DBS is the leading bookrunner for companies which defaulted on Singdollar bonds

According to a Business Times report today (‘Insolvency limbo: the SGD bond market‘, 14 Jul), the Singdollar bond market is grappling with an unprecedented number of insolvencies.

Data compiled by BT shows that since Nov 2015, at least 13 issuers have defaulted on a total of 23 Singdollar bonds by missing coupon payments, failing to repay note holders at maturity, filing for judicial management, filing for bankruptcy protection and in one case breaching a financial covenant.

It represents S$3.2 billion in face value of Singdollar bonds and perpetual securities rocked by defaults, or 2.6 per cent of the S$123 billion outstanding Singdollar corporate bonds, which also include government agencies and statutory boards.

Among the 13 defaulters, 10 continue to remain stuck in various stages of restructuring while two have been liquidated. Interestingly, from the data compiled by BT, it shows that DBS is the leading bookrunner or underwriter of 11 out of the 13 bond defaulters, including 1 which was liquidated.

When asked if the bank has taken steps to improve disclosures during the bond IPO process since then, Clifford Lee, head of fixed income at DBS, gave a run-of-the-mill reply, “DBS has consistently through the years, applied best practice disclosure standards used in international offerings for its bond deals across markets, including the Singdollar bond market.”

“This entails making applicable business and risks disclosures in offering documents, together with financial disclosures from audited and/or reviewed financials,” he said.

Risky bonds sold to Ah Pek and Ah Ma through ATMs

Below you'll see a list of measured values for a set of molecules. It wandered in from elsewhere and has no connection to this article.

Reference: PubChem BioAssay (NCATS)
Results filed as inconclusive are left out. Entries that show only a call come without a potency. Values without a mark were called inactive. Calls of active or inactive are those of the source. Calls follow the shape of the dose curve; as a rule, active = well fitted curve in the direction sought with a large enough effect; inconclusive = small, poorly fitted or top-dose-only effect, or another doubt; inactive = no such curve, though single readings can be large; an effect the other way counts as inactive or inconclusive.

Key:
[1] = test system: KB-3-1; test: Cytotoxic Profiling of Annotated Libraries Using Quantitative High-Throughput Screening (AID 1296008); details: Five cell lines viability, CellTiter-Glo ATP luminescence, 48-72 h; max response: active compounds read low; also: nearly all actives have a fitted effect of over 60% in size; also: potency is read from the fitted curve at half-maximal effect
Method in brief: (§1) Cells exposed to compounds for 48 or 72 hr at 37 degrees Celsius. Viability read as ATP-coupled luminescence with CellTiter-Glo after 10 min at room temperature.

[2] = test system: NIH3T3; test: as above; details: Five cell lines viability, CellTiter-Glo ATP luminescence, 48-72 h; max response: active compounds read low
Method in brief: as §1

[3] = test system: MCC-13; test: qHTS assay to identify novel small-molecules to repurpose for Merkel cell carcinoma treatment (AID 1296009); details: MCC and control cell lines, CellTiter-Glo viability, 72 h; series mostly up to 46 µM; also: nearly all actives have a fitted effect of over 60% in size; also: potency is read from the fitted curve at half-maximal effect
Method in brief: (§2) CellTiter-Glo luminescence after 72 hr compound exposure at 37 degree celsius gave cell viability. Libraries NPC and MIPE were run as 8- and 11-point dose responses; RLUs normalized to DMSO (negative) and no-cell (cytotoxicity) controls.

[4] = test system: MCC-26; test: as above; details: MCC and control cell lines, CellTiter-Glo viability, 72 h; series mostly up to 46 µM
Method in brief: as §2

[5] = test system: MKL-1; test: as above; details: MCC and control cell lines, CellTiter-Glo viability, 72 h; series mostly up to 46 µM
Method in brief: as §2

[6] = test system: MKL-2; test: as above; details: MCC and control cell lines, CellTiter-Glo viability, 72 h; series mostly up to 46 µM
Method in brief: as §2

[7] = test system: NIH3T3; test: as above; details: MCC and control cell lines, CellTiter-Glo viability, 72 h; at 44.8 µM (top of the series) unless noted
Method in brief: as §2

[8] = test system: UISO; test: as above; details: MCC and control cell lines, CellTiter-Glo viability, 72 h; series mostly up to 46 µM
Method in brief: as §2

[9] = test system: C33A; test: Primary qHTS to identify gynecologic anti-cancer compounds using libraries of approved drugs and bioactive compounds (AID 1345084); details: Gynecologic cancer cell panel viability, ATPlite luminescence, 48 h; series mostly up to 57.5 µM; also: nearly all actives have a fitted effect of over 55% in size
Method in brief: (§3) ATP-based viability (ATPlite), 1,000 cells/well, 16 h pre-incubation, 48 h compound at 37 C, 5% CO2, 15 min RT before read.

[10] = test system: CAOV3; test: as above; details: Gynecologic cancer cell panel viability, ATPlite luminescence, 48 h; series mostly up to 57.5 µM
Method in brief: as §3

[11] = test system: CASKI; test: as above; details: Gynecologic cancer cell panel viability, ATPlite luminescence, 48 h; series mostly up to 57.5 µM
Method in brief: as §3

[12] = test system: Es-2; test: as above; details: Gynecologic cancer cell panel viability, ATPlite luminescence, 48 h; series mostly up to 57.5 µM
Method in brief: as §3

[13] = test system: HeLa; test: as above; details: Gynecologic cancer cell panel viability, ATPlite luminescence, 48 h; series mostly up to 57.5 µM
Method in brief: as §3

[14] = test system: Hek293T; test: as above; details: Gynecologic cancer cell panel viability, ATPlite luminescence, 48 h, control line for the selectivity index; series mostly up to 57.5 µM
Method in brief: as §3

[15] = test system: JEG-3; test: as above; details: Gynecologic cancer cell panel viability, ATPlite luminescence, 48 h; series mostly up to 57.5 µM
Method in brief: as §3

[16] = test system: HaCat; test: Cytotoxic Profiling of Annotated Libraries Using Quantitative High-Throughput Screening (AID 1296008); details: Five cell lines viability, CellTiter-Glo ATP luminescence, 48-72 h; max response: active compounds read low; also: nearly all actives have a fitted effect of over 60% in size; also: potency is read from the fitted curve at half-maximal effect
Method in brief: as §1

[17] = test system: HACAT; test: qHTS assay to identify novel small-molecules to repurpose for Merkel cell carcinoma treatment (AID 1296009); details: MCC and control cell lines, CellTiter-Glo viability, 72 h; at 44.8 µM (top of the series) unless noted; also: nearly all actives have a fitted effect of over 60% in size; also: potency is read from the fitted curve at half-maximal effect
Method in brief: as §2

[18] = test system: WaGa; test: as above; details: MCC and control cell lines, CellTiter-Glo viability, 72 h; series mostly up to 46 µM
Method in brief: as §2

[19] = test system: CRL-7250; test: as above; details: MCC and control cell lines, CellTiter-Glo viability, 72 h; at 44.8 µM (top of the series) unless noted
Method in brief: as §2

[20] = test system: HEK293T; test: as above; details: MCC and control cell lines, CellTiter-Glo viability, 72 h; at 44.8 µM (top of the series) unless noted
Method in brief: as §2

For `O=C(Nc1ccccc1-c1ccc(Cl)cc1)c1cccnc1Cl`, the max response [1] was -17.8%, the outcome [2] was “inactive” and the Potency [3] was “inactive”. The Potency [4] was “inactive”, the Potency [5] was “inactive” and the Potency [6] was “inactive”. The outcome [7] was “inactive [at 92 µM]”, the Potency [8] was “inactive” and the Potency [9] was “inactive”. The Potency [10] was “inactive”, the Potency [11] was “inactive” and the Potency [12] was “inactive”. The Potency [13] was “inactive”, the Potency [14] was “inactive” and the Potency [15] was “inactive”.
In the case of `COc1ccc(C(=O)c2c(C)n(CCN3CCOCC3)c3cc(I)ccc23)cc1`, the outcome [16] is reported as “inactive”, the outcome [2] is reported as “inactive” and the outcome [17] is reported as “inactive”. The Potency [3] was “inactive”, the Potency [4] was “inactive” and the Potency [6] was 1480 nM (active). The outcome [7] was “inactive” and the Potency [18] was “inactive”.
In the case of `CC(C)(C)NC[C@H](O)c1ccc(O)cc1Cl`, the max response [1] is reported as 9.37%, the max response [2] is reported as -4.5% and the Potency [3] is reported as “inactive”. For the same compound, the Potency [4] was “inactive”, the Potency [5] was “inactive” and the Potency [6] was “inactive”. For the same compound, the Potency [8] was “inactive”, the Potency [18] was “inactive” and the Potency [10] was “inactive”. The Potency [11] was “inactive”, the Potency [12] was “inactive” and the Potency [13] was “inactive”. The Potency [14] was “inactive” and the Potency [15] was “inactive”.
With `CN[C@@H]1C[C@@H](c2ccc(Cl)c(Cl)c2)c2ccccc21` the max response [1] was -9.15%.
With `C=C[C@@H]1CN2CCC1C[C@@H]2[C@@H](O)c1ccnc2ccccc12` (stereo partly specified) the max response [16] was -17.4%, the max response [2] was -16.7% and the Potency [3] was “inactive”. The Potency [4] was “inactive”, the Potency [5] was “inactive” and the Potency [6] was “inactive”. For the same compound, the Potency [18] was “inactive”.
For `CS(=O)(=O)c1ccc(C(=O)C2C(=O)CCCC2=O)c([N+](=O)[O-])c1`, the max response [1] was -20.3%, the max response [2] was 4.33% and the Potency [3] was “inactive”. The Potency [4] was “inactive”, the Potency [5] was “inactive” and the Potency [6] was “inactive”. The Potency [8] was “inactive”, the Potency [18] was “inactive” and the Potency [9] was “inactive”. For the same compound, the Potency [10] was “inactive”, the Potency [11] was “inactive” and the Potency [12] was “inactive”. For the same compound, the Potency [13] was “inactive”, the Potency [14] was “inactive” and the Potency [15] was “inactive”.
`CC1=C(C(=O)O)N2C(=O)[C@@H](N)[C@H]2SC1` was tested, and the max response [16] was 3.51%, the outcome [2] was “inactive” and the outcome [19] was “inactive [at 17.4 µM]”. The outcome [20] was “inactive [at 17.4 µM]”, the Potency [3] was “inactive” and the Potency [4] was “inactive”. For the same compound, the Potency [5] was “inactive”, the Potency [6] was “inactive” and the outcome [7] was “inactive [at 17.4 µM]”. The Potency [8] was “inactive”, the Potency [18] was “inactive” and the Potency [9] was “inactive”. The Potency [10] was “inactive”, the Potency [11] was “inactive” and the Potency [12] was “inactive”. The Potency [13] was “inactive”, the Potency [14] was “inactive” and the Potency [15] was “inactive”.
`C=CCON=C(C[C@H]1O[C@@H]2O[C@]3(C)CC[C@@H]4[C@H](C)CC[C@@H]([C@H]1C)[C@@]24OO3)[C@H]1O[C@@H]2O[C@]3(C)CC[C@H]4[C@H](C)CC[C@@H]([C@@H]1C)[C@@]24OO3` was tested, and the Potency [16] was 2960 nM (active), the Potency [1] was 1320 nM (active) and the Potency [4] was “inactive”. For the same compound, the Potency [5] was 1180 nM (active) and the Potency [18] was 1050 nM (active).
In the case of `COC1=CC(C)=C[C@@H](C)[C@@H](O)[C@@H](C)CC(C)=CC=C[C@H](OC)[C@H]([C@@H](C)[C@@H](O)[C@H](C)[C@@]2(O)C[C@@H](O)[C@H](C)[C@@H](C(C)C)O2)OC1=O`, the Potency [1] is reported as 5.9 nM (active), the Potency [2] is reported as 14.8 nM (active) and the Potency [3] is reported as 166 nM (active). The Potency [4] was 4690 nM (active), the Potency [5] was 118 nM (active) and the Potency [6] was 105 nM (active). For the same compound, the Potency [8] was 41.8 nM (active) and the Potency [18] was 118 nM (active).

A lawyer told BT, “When I first came in, I was actually very shocked by the whole process of how easy it is to raise a bond. Issuers want to issue bonds quickly but don’t want to spend on fees, so that comes at the expense of credit ratings, and the due diligence process.”

“A lot of corporate perps are geared to accredited investors who don’t necessarily understand what they are buying. The Singapore market has developed to be cheap, good and fast… I understand cheapness, but sometimes the cheapness makes you shake your head,” he said.

One type of bonds, called corporate perpetual, is particularly risky as companies do not guarantee fixed payments and have no legal obligation to redeem the principal. In US, such risky bonds are targeted at hedge funds but in Singapore, issuers target them at private banking clients who may be rich coffeeshop towkays without any deep knowledge in finance.

In some cases like Hyflux, they even issued such risky corporate perpetuals in small denominations to the man in the street, allowing Ah Pek and Ah Ma to buy them through ATMs.

In any case, all the investors are easily “sold” by the high yields dangling in front of them especially with the low interest rate regime operating in the last number of years. But now, the credit cycle has peaked, turning some of the high-yield instruments into “junk bonds”.

BT reported that in addition to the so-called “accredited investors” facing losses, more than 20,000 non-accredited mom-and-pop investors have been hit.